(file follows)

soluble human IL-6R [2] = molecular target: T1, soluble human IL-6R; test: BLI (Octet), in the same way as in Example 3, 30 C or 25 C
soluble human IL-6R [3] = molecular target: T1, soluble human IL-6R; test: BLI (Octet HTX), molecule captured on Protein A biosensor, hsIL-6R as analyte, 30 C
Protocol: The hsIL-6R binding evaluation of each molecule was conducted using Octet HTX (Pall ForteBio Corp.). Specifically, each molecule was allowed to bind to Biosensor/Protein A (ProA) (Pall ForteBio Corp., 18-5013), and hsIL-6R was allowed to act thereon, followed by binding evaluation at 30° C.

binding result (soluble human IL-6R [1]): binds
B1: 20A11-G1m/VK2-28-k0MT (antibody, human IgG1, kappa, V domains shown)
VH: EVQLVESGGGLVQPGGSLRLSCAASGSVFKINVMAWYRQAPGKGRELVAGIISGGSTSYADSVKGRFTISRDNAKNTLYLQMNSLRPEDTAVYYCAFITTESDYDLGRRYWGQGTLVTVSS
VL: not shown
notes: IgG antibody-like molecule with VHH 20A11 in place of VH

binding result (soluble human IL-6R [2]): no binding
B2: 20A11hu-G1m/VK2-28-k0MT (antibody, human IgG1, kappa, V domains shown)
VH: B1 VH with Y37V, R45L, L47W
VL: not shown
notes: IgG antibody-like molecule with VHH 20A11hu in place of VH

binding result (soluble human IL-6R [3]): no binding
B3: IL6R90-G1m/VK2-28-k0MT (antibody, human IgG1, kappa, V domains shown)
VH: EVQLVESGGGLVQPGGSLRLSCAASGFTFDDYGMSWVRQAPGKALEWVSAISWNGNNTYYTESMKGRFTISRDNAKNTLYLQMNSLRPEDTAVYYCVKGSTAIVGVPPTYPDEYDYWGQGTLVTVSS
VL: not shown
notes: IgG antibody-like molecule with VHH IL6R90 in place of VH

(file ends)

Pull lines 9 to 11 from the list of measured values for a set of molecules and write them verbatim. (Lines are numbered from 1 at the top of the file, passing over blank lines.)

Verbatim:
binding result (soluble human IL-6R [2]): no binding
B2: 20A11hu-G1m/VK2-28-k0MT (antibody, human IgG1, kappa, V domains shown)
VH: B1 VH with Y37V, R45L, L47W